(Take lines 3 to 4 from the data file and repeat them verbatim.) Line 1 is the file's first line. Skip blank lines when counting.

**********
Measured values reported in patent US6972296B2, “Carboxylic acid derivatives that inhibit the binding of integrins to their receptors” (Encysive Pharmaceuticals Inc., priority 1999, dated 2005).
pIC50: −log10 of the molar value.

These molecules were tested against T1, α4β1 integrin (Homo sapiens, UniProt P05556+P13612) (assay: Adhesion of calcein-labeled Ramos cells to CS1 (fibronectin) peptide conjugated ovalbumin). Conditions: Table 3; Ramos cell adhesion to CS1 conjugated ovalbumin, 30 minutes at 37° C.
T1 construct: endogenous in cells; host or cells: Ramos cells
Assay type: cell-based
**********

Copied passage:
These molecules were tested against T1, α4β1 integrin (Homo sapiens, UniProt P05556+P13612) (assay: Adhesion of calcein-labeled Ramos cells to CS1 (fibronectin) peptide conjugated ovalbumin). Conditions: Table 3; Ramos cell adhesion to CS1 conjugated ovalbumin, 30 minutes at 37° C.
T1 construct: endogenous in cells; host or cells: Ramos cells